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  50. Kit says:

    @Andy:

    It’s the atomization of society and the replacement of actual virtue with virtual virtue.

    @Andy:

    I think the point is that being politically active requires more than giving your opinion, spending money and voting.

    @Andy:

    No, it’s a way of saying that everyone’s contribution isn’t equal… We can certainly acknowledge their contribution, but it simply doesn’t compare to the efforts of those who changed things on the ground, often at great personal risk.

    This seems a bit like you are moving the goal posts. No one would deny that some people do much more. I just don’t think that these people can only shine if the rest of us are push down into the mud.

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  51. Just nutha ignint cracker says:

    @Steven L. Taylor: When it’s the only piece of flotsam in a storm-tossed sea, you hold on no matter how small it is.

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  52. Monala says:

    @Teve: This, this, this. Quoting because it deserves repeating:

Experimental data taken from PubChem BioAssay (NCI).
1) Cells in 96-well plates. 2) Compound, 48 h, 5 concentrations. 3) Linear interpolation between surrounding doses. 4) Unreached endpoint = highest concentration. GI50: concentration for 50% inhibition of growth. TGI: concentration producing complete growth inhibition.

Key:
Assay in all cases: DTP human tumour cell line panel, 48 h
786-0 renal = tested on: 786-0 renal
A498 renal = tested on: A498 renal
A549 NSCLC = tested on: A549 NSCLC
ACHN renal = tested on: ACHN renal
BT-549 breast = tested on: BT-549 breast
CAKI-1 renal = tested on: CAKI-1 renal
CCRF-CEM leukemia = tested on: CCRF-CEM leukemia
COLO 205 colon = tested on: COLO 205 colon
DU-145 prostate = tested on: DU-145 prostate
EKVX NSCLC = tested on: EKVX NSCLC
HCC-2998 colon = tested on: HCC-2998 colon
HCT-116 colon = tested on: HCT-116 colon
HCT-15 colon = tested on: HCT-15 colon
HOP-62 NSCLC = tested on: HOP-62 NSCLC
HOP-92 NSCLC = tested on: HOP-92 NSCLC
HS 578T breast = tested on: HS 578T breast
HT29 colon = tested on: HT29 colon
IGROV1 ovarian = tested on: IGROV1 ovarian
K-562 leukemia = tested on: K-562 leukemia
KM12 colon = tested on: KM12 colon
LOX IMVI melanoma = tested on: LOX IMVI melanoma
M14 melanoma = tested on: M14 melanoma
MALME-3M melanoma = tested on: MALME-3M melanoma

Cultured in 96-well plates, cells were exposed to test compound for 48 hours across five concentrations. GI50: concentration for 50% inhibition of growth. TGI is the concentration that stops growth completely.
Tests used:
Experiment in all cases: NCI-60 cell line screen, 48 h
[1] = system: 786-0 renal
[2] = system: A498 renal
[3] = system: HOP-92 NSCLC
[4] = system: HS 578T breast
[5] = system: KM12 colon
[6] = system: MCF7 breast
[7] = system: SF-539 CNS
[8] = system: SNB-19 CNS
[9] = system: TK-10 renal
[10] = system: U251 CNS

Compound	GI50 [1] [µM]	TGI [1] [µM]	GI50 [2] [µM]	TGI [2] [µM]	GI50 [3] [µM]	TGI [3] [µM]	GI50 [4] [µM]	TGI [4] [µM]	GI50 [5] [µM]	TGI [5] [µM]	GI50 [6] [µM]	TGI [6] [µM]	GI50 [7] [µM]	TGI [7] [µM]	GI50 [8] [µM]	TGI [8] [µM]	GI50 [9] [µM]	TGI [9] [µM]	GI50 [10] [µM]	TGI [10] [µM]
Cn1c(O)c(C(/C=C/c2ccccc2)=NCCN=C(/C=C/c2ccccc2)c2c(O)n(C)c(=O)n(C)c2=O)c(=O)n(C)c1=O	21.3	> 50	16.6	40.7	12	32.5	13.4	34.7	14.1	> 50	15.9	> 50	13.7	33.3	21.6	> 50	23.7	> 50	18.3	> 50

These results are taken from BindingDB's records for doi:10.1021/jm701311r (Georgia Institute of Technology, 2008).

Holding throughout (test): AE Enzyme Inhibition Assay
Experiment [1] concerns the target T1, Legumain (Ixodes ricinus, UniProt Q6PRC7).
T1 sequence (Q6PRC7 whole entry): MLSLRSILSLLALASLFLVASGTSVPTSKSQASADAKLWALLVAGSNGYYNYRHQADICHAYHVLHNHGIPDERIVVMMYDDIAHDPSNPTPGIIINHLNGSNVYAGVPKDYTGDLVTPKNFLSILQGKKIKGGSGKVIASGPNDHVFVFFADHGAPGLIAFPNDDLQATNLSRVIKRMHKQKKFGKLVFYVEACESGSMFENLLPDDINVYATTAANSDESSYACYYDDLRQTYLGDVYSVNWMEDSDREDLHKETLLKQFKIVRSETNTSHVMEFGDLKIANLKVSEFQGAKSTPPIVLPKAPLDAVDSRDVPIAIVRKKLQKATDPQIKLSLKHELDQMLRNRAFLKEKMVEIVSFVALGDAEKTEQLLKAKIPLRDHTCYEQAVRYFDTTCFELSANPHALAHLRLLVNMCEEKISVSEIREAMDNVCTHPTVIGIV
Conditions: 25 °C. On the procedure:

The skin in the game property argument is such a bullshit argument. People with the least resources have the most skin in the game. If Bill Gates got pissed off at something America was doing, he could get on a jet and be a resident of literally any country in the world tomorrow by late evening. If America does something he doesn’t like he can give America the finger with both hands on the way to the tarmac. A poor person who is stuck in a job because they’ve got a pre-existing condition, and stuck in their apartment because the buses can take them to the job, and who will never make enough money to afford a lawyer if they’re wronged, they’ve got all their skin in the game. Government decisions can be life or death for them.